FIJI, September 20, 2019 (Pragyata by Anhad Jakhmola): Fiji or Republic of Fiji is an island nation situated near Australia and is considered one of the richest countries in the South Pacific Ocean. It is part of the Commonwealth of Nations. Fiji is home to diverse and multi-religious communities. The population is split primarily between two main ethnic groups: Indigenous Fijians (Melanesians) constitute approximately 57%, and Indo-Fijians constitute 38%. Most Indo-Fijians practice Hinduism, while the majority of indigenous Fijians follow Christianity. The largest Christian denomination in Fiji is the Methodists. The Methodist Church is supported by the majority of the country’s leaders and remains influential in the ethnic Fijian community, particularly in rural areas. Other ethnic communities include the Chinese, Rothmans, and other Pacific Islanders.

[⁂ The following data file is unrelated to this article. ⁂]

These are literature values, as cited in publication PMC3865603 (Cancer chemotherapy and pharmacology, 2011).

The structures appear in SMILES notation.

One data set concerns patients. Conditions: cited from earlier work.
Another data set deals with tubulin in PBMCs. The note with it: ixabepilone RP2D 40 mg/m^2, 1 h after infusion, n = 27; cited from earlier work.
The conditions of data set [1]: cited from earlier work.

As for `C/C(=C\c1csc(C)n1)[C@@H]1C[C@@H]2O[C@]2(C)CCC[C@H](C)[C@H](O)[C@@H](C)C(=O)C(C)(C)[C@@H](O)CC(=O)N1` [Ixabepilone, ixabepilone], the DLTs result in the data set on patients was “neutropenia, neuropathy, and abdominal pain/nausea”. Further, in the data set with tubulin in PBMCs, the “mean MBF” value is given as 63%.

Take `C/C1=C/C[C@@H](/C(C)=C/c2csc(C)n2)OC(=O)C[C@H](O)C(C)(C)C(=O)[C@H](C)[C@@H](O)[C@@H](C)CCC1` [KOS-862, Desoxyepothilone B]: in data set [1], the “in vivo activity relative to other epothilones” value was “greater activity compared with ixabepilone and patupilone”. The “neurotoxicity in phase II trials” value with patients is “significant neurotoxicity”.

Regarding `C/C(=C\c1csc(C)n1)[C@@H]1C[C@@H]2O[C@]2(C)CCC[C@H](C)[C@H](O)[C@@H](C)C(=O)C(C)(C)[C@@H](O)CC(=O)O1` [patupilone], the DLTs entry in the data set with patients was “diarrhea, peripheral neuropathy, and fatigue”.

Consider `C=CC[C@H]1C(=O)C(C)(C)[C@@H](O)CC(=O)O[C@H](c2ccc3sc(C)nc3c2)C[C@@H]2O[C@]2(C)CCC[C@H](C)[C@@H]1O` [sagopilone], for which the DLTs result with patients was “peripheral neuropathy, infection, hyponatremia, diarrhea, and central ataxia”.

So, a brief understanding of history will show you that the problem Indo-Fijians face, especially Hindus, as the main target is down to colonial circumstances and religious clashes. From the beginning, Indo-Fijians have been viewed as “outsiders” by ethnic Fijians and for reasons spanning from politics, economics, and gradually, religious, it’s no surprise that Christianity took the lead against Hinduism. Most ethnic Fijians are Protestants and monotheist cultures will more or less face-off against a polytheist culture without thinking twice.
Hindu American Foundation in a report states that, “Fiji has improved its condition of differential treatment towards ethnic Fijians and the current administration has enacted many policies to curb private groups from trying to promote Christian beliefs and remove legislative measures that favoured ethnic Fijians in government as well as academic areas.”